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Old 07-03-2020, 01:41 AM   #1
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Default Salt water impact

First time boat owner and will be the first to admit I don’t know Jack. Trying my best to learn and find myself relying on advice from various sources, here included. I own a 2000 Maxum 1900 SR. Had some fairly expensive repair work done to it and when I picked it up today I mentioned that I was excited it was repaired because I'm looking forward to taking my son on a fishing trip to the outer banks in a few weeks. The mechanic said I should not take this boat in to salt water. That the engine is not aluminum but cast iron and salt water will extremely shorten what little life there is left. He said, "Listen, to be honest the expected life span of a stern drive boat like this is about 20 yrs. And you're at that point now. If you run this thing in salt water you're just asking for trouble."
I'm really bummed because my son is psyched about the trip.
Any of you experienced owners have a thought about his advice?
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Old 07-03-2020, 10:33 AM   #2
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Salt phobia! There are boats that have been operating in salt water that are 30-50 years old. Yes salt does greatly accelerate corrosion in iron as well as other metals including aluminum. However I/Os die from lots of reasons including bearing failure. The ones that die from salt are ones where the exhaust manifolds and risers which typically wear out first arenít changed and result in water intrusion into the engine through the exhaust valves. If this is an occasional trip and you flush with fresh water afterwards I doubt youíll notice and shortening of life that doesnít already exist for a 20+ year old boat. How many hours are on it. Iíve seen them die at 500 hrs due to poor maintenance but also go 2000+ hrs in salt water.
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Old 07-03-2020, 01:24 PM   #3
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Originally Posted by mmwjr View Post
Salt phobia! There are boats that have been operating in salt water that are 30-50 years old. Yes salt does greatly accelerate corrosion in iron as well as other metals including aluminum. However I/Os die from lots of reasons including bearing failure. The ones that die from salt are ones where the exhaust manifolds and risers which typically wear out first arenít changed and result in water intrusion into the engine through the exhaust valves. If this is an occasional trip and you flush with fresh water afterwards I doubt youíll notice and shortening of life that doesnít already exist for a 20+ year old boat. How many hours are on it. Iíve seen them die at 500 hrs due to poor maintenance but also go 2000+ hrs in salt water.
Thanks for the reply. No guage that I can see showing hours. I guess I should've asked the mechanic to plug in a computer and see? But maybe thats not even possible on a 2000. I asked the mechanic about flushing it and he said, "Sure but you need to do it daily, before the salt water can dry overnight." That's going to be difficult to do as ive rented a slip near the rental house in NC. But if doing that will make a big difference i will try and figure out a way to get it done.
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Old 07-03-2020, 04:43 PM   #4
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You might want to take a look at the current condition of your exhaust manifolds and risers to see if you have any blockage. If not just keep an eye on your temp gauge as thats a sign of them getting blocked. Otherwise, use it and enjoy it.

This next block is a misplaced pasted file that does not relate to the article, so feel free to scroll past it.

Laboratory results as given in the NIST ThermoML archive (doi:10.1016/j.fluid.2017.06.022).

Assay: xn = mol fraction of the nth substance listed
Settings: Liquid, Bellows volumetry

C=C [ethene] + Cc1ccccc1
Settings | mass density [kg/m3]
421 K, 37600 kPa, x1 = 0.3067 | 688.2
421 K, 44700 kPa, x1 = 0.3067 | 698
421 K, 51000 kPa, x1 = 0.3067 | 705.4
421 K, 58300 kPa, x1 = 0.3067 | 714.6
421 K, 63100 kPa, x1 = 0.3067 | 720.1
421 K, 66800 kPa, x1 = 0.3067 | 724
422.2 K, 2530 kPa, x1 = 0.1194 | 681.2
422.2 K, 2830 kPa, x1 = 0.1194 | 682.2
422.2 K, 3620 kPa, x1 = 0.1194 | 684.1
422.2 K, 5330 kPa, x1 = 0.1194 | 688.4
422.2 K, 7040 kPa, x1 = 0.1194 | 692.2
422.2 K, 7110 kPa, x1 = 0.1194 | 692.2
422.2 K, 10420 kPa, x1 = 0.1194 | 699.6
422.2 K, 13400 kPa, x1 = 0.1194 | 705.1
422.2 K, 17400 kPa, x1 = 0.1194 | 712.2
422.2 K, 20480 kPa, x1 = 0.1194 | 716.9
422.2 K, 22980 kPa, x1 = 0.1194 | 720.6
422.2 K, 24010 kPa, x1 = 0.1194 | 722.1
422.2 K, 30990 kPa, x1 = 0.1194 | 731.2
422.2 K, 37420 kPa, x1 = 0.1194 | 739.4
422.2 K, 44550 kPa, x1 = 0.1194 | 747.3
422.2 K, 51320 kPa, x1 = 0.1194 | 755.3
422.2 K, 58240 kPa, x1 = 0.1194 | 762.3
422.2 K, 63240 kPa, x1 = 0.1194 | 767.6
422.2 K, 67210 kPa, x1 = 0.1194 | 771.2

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Old 07-06-2020, 01:31 AM   #5
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Roger that, thanks. I've been trying to learn as much as I can about flushing the engine. I have muffs and a hose attachment and there is fresh water available at the slip that it will be in for 5 days but there is no boat lift. I see a lot of conflicting information out there about how to best flush it and even some that says I don't have to flush it as long as it's in the water and only need to flush it when I pull it out to go home
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Old 07-06-2020, 04:50 AM   #6
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My boat is a 2004 and has lived its whole life in salt water, year round. I just replaced the risers last year. They were overdue by at least a season or two and caused an overheat issue before I changed them, but fixed and probably good for another ten years now.

I don’t understand the concern. Is it because you have raw water cooling instead of closed cooling? If it’s closed cooling, you can operate in salt water no problem.
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Old 07-06-2020, 03:57 PM   #7
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If only in the slip for 5 days just flush it when you get it home...
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Old 07-08-2020, 10:25 PM   #8
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Many (most) saltwater boats have heat exchangers, which act like radiators. They cool antifreeze running through the block. This isolates salt-water to the heat exchanger and the manifolds and risers. Manifolds and risers get replaced much more frequently and heat exchangers themselves are serviced and replaced periodically as well.

A short visit won't 'KILL' the boat. I would run the outdrive on muffs with freshwater each time it is hauled. A week in a slip won't kill it either. However, if you're trailoring it, flush it each time you pull it. The saltwater itself doesn't really kill it. It's the salt deposits that are left once everything dries that is really the culprit.
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